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Sunday, 11 March 2012

Assertiveness, aggressiveness or bullying? It’s a very fine line!

The true leader who has the best interests of the business and its people at heart is generally a person of understanding, compassion, and sensitivity among other traits.

These enable the leader to relate to the team and, perhaps more importantly, for the team to relate to the leader.  

Ideally, the leader needs to encourage the team to think about their jobs, to put forward ideas however odd or bizarre, to give praise when due, to limit as far as possible the need to reprimand and to build a "no-blame" culture.

There is no question but that people react favourably to praise and negatively, in some way, to reprimand so it must be used with great discretion and care.  Essential at times, of course, but only sparingly.

Remember that most people are decent and honest and don’t come to work to cause trouble or be disruptive.  The percentage of their time where they are performing well or even adequately invariably outweighs the time that they are causing a problem.

 However, at some point in time, the leader needs to make his/her opinions transparent and clear.  In general a good leader does not give instructions but from time to time it has to happen when the occasion demands.

This can be a really difficult problem for the leader.  Instinctively, the desire is to be inclusive, to discuss and to solicit opinions, but in this case perhaps, quick action is essential and the leader has to be decisive on behalf of the team.

My great friend and renowned Vistage speaker, Lynn Leahy, taught me long ago that there is a huge difference between being assertive and being aggressive.

Assertiveness requires that the instructions are given with respect to the feelings of the team member whereas an aggressive approach rides roughshod over anyone’s feelings just to get the job done.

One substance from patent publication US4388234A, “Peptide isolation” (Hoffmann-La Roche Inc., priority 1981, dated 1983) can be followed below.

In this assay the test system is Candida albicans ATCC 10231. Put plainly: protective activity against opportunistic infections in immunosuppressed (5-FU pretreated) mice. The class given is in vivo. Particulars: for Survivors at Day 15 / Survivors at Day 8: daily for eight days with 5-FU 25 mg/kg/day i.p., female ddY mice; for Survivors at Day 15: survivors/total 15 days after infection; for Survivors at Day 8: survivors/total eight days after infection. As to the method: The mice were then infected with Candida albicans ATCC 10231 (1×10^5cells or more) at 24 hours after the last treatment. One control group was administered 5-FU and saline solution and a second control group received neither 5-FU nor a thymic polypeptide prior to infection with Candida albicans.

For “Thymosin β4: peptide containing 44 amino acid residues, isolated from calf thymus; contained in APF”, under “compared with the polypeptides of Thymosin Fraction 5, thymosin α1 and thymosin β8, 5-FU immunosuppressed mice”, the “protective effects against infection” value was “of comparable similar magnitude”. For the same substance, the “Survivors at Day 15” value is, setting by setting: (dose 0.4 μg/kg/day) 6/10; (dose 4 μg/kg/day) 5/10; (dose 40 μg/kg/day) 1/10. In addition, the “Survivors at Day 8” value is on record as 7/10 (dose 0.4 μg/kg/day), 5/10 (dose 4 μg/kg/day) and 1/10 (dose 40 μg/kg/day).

In these days of employment tribunals, sexism, racism, and general unpleasantness, there is also a fine line to be drawn between assertiveness, aggressive behaviour and worst of all, bullying.

Whatever the leader thinks about his/her behaviour, the only criterion is the perception of the recipient and while the leader may consider his/her approach to be reasonable and assertive in the circumstances, if the recipient perceives that he or she is being bullied, then that is the fact.

Perceptions are reality in the eye of the beholder and there is a real potential problem here for the leader.

Somehow the leader needs to engender a culture which helps the team to understand that in certain circumstances, decisions must be taken at speed and instructions from above must be acted upon with alacrity; all this without any semblance of aggression or bullying, and that is not an easy task.

If you ask any leader if they bully their people, most of them would react with absolute astonishment at the suggestion.  On the other hand, ask the team and you might just get a different answer.  It is a signal for a little self-assessment.

Totally irrelevant quote of the week:

"Whenever I hear music by Wagner I have an overwhelming desire to invade Poland" - Woody Allen

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1 comment:

Mike Armitage - Business Coach said...

Good point Ivan - if the employee's perception is reality (which it is), then the core responsibility of the leader must be sensitivity.

Great stuff, your blogs!